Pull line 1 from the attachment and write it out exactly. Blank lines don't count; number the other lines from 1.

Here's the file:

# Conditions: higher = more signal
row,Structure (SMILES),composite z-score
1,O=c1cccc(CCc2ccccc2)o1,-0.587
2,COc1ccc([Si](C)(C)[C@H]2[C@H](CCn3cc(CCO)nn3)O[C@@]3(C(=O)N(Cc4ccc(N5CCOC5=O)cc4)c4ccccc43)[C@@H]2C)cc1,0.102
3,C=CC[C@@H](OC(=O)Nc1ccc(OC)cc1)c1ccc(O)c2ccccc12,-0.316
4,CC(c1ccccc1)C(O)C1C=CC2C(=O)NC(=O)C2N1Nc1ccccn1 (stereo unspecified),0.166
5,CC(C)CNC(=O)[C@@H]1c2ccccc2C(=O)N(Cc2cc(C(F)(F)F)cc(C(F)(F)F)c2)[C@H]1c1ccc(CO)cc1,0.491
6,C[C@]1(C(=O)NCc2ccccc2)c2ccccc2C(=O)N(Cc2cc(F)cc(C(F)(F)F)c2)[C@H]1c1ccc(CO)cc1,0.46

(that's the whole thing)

# Conditions: higher = more signal